• Drug testing to evaluate the root cause of a workplace incident that harmed or could have harmed employees and the employer chooses to use testing to investigate the incident.  In this case, the employer should test all employees whose conduct could have contributed to the incident, not only the employees who reported injuries.

Based on this clarification, cities should consider adding policy language to their drug testing policies that allows the employer to reserve the right to test all employees whose conduct may have contributed to the incident. 

For more information on this memorandum, drug testing in general, or to request drug testing training for your city contact Andrea Shindlebower Main or Courtney Risk Straw in KLC’s Municipal Law and Training Department.

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Pre-employment Background Checks: New FCRA Forms Must Be Used by September 21, 2018
Posted on September 21, 2018 by Andrea Shindlebower in Employee Forms

Pre-employment Background Checks: New FCRA Forms Must Be Used by September 21, 2018

When hiring a new employee, the city may need to request additional information in order to make an informed decision.  Some of that information may include requesting credit reports, criminal records and motor vehicle checks. 

Pre-employment background checks must be done whenever cities are hiring any emergency personnel, such as police, fire and emergency medical employees; however, that shouldn’t be the only time that they are done.  Other positions include those that have access to cash or city accounts and in these cases a criminal background check and sometimes a credit check may be in order.  Positions that require the driving of city vehicles or even those who drive personal vehicles for city business should require a motor vehicle check before he or she is hired and on an annual basis after hiring.  Doing these checks will not always prevent a hiring mistake, but it does show that the city is using due diligence in making hiring decisions.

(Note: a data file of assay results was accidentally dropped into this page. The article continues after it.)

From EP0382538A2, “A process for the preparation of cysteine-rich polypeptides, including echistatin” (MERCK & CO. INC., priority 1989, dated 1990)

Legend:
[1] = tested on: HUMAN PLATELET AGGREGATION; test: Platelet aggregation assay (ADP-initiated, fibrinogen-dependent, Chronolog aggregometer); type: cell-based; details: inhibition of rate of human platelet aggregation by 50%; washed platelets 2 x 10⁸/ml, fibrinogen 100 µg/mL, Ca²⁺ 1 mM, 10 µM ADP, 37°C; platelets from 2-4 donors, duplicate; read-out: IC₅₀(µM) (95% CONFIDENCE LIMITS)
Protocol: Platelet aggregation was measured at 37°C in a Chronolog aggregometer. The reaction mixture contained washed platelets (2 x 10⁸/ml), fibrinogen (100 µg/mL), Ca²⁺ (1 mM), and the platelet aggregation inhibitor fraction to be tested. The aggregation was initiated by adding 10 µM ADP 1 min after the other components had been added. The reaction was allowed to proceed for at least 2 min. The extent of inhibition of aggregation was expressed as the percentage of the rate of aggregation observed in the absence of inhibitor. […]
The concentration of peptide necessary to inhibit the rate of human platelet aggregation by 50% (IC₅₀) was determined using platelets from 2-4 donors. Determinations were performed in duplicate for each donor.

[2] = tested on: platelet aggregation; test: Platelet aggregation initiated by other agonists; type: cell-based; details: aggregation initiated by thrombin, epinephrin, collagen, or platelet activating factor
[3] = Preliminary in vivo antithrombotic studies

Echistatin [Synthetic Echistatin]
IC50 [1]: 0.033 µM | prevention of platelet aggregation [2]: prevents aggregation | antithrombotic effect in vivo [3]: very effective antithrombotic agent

Cities, as employers, must also be aware of the laws that surround background checks.  These laws include those found in the Fair Credit Reporting Act (FCRA), new legislation enacted by the federal government in May of 2018, known as the Economic Growth, Regulatory Relief, and Consumer Protection Act, Title VII discrimination claims, as well as the Kentucky Civil Rights Act and Kentucky law regarding background checks performed by public agencies.

Pursuant to the FCRA, employers must obtain permission in getting a credit or criminal background check.  In addition, if any of the information is used in the decision-making process, the city is required to notify the applicant to give them the opportunity to dispute any incorrect information.  The new model “A Summary of Your Rights Under the Fair Credit Reporting Act” disclosure form document was released on September 12, 2018, by the Consumer Financial Protection Bureau (CFPB). Employers must begin using the new form no later than September 21, 2018, at certain times as required by the FCRA. Failure to use the correct form can expose the employer to litigation. Changes to the form incorporate the new legislation, known as the Economic Growth, Regulatory Relief, and Consumer Protection Act and include the minimum duration of initial fraud alerts, information on obtaining security freeze by consumers, as well as excluding from consumer reporting information regarding certain veteran’s medical debts and a new dispute process with respect to these specific medical debts. More information on notice requirements can be found on the Bureau of Consumer Protection website. (Note: As of the date of this article, the form, A Summary of Your Rights Under the Fair Credit Reporting Act (Summary), located on the Bureau of Consumer Protection website is not the most current form.  Employers should obtain the most current Summary on CFPB newsroom page or by contacting the KLC Municipal Law and Training Department.)